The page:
So the ASEAN-Australia Special Summit is a significant feather in the Albanese government’s cap, on a par with persuading China to lift the bans or tariffs imposed on a wide range of goods in response to the previous government’s open hostility. Chinese trade restrictions were placed on goods including barley, beef, coal, wine, timber, cotton and even lobsters.

The first of the ASEAN leaders to surface was President Ferdinand Marcos of the Phillipines. It’s OK, you haven’t strayed into a nightmare time warp: proving again the old adage that those who refuse to learn the lessons of history are condemned to repeat it, they really have elected another Marcos, less than 40 years after kicking out the previous fraudulent, corrupt dictator of that name and his shoe-mad wife, Imelda.

Albanese welcomed Marcos Mk 2, politely omitted to mention the widespread human rights abuses in his country or his parents’ penchant for filling their many boots with precious stones and cash, and invited him to address Parliament. Marcos declared his determination to “stand up” to China’s appropriation of strategic islands in the South China Sea that are also claimed by the Philippines, “and not to yield one square inch of our sovereign territory”.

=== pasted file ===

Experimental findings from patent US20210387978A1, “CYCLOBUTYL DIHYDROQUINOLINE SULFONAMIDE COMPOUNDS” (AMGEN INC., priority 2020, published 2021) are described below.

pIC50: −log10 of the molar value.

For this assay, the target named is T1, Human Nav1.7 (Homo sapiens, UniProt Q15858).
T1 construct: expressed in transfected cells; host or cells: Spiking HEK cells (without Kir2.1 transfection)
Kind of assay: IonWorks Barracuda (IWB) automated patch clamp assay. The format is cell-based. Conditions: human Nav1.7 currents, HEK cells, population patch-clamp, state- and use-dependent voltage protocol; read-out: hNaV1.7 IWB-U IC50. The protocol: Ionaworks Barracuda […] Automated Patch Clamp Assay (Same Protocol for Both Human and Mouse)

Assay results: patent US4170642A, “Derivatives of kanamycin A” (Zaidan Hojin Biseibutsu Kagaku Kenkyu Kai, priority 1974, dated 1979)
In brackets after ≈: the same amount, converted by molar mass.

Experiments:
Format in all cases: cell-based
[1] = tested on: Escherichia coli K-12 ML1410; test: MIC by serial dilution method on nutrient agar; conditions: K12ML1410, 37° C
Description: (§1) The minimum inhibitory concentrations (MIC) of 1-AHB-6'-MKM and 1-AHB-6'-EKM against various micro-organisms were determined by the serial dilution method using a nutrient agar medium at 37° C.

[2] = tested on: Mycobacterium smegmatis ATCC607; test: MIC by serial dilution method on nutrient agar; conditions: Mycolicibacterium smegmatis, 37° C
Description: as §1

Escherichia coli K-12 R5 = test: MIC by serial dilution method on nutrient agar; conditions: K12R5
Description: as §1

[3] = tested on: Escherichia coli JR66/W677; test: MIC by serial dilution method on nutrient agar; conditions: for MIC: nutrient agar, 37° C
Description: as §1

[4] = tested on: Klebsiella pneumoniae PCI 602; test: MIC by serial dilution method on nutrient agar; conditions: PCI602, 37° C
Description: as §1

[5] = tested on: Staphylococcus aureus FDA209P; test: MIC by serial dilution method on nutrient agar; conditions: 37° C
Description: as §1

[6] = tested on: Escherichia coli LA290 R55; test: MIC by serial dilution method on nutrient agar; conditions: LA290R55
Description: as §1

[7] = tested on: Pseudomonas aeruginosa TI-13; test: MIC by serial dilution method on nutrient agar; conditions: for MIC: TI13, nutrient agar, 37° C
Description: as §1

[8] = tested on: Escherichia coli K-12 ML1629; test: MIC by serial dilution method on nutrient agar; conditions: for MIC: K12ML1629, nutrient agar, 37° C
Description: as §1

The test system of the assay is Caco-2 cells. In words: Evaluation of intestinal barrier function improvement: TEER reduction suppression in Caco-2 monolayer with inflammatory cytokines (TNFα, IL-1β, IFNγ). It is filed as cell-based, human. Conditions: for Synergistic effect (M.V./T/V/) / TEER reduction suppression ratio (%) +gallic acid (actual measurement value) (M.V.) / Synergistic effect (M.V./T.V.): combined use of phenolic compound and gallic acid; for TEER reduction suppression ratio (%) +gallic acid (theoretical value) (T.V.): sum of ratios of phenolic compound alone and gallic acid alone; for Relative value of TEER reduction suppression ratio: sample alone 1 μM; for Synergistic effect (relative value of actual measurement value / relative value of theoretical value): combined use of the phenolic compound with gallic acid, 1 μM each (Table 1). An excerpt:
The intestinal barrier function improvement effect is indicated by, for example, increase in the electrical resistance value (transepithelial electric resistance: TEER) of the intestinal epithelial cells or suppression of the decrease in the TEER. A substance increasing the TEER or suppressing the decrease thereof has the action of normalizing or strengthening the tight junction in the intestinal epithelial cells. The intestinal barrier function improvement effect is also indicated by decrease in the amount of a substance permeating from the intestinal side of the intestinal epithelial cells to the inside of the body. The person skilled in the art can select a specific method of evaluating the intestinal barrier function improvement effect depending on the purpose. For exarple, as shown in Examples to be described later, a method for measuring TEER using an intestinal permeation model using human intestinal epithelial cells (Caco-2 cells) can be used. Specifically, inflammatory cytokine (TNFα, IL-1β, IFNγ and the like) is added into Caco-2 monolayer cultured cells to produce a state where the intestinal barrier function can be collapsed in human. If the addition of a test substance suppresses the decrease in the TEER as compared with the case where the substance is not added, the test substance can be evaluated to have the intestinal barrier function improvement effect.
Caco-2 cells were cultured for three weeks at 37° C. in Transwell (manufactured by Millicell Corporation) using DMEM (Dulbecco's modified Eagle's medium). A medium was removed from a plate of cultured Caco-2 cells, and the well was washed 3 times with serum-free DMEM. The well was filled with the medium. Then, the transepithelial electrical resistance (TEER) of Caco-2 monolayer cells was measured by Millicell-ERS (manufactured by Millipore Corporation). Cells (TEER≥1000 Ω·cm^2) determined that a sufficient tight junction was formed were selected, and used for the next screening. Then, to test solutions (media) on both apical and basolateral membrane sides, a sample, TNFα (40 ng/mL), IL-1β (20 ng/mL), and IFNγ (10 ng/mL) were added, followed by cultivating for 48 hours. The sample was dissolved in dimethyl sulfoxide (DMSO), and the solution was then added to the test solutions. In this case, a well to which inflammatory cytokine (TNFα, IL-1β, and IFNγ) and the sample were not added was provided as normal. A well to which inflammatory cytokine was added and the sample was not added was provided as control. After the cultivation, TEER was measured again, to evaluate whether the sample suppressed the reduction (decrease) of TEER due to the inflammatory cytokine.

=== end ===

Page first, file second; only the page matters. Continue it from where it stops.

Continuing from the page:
Later at the Summit, Anwar Ibrahim, Prime Minister of Malaysia, took a vastly different approach, urging the USA and its allies to accept China as a legitimate superpower. He said the risk of conflict in the South China Sea had been “exaggerated” and warned that China would certainly “reunify” with Taiwan and that any American attempt to prevent that by military force could be catastrophic for the world:

“Force has been used by the US in their foreign policy more than any other country, for the right and the wrong reasons. And most often – in the case of Iraq and Afghanistan – the consensus is for the wrong reasons.”

Ibrahim accused Western nations of hypocrisy: it’s fair enough to support Ukraine against Russia’s brutal invasion – but why turn a blind eye to Israel’s indiscriminate slaughter of 30,000 Palestinians in Gaza?

This was fighting talk from a non-aligned nation, demonstrating its independence and challenging conventional views on a vital issue.

It certainly deserves more attention than a rude footballer.